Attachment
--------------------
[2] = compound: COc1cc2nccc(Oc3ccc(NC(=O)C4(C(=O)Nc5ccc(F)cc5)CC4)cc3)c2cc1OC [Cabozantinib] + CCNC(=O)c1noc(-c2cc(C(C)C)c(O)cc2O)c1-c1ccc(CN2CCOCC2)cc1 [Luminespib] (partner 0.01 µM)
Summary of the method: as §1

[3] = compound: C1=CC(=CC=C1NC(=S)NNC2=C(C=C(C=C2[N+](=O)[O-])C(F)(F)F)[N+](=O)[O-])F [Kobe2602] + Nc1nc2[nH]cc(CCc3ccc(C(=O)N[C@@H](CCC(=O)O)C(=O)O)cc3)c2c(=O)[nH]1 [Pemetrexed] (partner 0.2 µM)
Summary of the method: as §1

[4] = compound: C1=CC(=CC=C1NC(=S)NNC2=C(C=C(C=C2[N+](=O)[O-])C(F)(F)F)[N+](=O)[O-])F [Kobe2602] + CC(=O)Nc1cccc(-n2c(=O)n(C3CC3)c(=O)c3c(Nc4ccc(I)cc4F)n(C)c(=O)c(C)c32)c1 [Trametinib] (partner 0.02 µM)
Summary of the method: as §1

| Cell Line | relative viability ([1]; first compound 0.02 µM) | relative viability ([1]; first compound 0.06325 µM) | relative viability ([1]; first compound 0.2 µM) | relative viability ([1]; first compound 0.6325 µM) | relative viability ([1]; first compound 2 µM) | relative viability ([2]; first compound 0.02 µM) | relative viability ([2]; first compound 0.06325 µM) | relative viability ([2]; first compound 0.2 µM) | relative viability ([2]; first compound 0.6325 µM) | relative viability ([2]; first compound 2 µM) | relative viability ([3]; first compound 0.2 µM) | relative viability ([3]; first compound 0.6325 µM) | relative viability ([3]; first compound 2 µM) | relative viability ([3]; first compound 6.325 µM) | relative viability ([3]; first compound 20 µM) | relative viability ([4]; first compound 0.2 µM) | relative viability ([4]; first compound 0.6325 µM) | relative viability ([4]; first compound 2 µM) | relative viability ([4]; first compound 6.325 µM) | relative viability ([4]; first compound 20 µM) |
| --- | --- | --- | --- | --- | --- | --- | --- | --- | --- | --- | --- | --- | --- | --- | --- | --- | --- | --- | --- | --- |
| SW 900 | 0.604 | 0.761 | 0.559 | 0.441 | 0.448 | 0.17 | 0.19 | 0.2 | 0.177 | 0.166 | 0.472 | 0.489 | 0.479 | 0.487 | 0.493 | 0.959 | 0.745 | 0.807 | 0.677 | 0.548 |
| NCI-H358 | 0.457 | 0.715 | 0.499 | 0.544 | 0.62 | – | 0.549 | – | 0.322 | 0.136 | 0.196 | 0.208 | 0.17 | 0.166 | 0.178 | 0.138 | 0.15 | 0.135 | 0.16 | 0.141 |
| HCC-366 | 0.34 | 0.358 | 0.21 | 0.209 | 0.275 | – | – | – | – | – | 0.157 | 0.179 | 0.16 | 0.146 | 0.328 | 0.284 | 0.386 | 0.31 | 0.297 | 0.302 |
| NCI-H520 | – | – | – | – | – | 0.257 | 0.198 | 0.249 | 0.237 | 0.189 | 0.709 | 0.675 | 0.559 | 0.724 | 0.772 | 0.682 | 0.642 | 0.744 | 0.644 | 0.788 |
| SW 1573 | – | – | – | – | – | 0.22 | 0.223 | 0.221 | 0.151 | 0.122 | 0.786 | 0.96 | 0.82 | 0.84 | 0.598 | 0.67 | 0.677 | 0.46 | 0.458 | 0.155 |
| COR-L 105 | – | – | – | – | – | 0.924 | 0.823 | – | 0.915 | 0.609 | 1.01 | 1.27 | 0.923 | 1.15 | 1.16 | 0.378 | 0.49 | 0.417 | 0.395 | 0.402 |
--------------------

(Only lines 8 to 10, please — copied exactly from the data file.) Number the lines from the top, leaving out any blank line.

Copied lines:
| --- | --- | --- | --- | --- | --- | --- | --- | --- | --- | --- | --- | --- | --- | --- | --- | --- | --- | --- | --- | --- |
| SW 900 | 0.604 | 0.761 | 0.559 | 0.441 | 0.448 | 0.17 | 0.19 | 0.2 | 0.177 | 0.166 | 0.472 | 0.489 | 0.479 | 0.487 | 0.493 | 0.959 | 0.745 | 0.807 | 0.677 | 0.548 |
| NCI-H358 | 0.457 | 0.715 | 0.499 | 0.544 | 0.62 | – | 0.549 | – | 0.322 | 0.136 | 0.196 | 0.208 | 0.17 | 0.166 | 0.178 | 0.138 | 0.15 | 0.135 | 0.16 | 0.141 |